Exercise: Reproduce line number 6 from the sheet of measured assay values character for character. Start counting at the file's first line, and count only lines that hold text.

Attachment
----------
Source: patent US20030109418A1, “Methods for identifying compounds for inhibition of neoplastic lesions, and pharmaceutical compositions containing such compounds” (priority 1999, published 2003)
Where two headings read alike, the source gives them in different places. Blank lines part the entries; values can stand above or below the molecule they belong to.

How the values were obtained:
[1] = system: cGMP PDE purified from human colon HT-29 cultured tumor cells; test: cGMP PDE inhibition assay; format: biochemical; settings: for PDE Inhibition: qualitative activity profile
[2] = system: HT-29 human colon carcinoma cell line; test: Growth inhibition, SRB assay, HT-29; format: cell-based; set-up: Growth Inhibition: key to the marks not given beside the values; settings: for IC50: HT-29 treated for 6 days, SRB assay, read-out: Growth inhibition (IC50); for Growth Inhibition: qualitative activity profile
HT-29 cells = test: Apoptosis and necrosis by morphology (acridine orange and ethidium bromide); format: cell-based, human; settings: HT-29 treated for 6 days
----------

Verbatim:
HT-29 cells = test: Apoptosis and necrosis by morphology (acridine orange and ethidium bromide); format: cell-based, human; settings: HT-29 treated for 6 days